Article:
Criterion Review: THE BALLAD OF GREGORIO CORTEZ (1982)

Edward James Olmos stars in this gritty, cross-cultural folk tale

The Western. It’s a genre where cultures clash, survival drives actions, and efforts to enforce a rudimentary rule of law often clash with those looking to get rich, or just get by. American cinema and the Western have always been closely entwined, much like the relationship between America the country and its neighbor to the south, Mexico. The Ballad of Gregorio Cortez brings together the North and South during the early 1900s in a cultural criss-cross, where something lost in translation leads to two sides interpreting an incident in a very different way.


Forced to run from the Texas Rangers after a heated misunderstanding leads to the death of a lawman, Mexican American farmer Gregorio Cortez sets off in desperate flight, evading a massive manhunt on horseback for days. Producer-star Edward James Olmos, seeking to shed new light on a historical incident that had been enshrined in a corrido (folk song), enlisted director Robert M. Young, a longtime practitioner of socially engaged realism, to helm this trailblazing independent film, a landmark of Chicano cinema. Shifting its perspective between the pursuers and the pursued, The Ballad of Gregorio Cortez is a thrilling chase film and a nuanced procedural that peels away the layers of prejudice and myth surrounding Cortez, uncovering the true story of an ordinary man persecuted by the law and transfigured by legend.

The film centers around the titular Gregorio Cortez and the aftermath of a case of mistaken identity that left an indelible mark on Mexican folklore. A word mistranslated to law enforcement during an investigation of a stolen horse wrongfully points the finger at Cortez. When he is accosted by the non-Spanish speaking sheriffs, he defends himself, resulting in the death of one of their number. Cortez escapes, thus beginning one of the largest manhunts in the history of the Texas Rangers.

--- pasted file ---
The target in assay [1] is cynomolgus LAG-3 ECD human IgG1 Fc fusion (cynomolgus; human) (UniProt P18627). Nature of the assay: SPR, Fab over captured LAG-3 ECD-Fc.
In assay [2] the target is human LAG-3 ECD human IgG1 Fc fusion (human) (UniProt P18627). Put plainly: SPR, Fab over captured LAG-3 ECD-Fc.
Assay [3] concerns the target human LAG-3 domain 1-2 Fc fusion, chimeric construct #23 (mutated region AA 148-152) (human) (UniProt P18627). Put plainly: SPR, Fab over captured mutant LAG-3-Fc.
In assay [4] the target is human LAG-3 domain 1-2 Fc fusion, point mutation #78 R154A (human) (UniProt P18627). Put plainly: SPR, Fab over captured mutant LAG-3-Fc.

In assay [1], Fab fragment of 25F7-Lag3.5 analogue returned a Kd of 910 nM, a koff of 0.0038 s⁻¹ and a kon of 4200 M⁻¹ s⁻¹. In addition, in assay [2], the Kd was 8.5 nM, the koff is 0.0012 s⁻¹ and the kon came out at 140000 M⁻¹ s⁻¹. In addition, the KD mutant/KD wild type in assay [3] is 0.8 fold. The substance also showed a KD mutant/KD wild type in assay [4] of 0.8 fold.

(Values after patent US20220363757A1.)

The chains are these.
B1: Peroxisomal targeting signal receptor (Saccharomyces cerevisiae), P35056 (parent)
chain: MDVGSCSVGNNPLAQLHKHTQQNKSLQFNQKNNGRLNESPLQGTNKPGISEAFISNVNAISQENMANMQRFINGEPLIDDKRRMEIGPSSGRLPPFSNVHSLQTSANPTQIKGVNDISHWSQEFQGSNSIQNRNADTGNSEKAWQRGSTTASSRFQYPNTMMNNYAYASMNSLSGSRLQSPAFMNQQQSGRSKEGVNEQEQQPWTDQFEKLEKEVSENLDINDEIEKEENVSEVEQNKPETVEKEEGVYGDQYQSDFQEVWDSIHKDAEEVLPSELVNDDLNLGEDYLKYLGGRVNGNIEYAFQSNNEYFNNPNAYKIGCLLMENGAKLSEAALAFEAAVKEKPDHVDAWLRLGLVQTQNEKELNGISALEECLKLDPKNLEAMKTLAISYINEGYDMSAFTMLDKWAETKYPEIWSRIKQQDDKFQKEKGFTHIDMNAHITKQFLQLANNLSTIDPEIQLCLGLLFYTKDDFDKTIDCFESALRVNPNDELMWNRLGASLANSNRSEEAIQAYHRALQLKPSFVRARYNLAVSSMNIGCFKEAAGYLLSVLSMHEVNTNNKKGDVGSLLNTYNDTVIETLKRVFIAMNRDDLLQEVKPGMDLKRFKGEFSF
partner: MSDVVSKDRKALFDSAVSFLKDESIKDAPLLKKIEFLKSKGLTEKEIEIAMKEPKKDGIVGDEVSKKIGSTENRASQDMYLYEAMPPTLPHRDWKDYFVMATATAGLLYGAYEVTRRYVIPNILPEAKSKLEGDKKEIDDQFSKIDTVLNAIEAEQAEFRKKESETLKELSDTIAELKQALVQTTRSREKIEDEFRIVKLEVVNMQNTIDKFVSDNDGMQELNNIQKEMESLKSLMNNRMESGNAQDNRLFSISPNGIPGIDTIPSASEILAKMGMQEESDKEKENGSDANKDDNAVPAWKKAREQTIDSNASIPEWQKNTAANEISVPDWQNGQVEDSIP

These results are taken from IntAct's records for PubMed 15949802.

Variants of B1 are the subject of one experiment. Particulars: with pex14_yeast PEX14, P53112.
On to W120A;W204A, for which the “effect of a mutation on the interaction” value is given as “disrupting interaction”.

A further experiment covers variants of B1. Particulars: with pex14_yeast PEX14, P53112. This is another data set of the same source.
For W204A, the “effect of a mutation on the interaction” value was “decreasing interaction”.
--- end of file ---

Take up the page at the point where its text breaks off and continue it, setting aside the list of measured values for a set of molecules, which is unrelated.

The original folk tale of this 1901 incident was the subject of a dissertation by one Americo Paredes back in 1956, later adapted into the book With His Pistol in His Hand, one of the early foundations in his career as a renowned journalist and academic of folklore and the source for this feature film. This backstory puts into context the history behind the movie, as well as the depth of writing and perspective offered. Cortez has become a man revered by the Mexicans while held up as a murderer by the Texans, with a language barrier being the flashpoint for an incident further fueled by perceptions and stereotypes. Time and embellishment over the years have only compounded things. As much as it is a tale of injustice, The Ballad of Gregorio Cortez is about how the seeds of a folk tale are planted. It explores not just the injustice of his pursuit, but his endurance against such odds.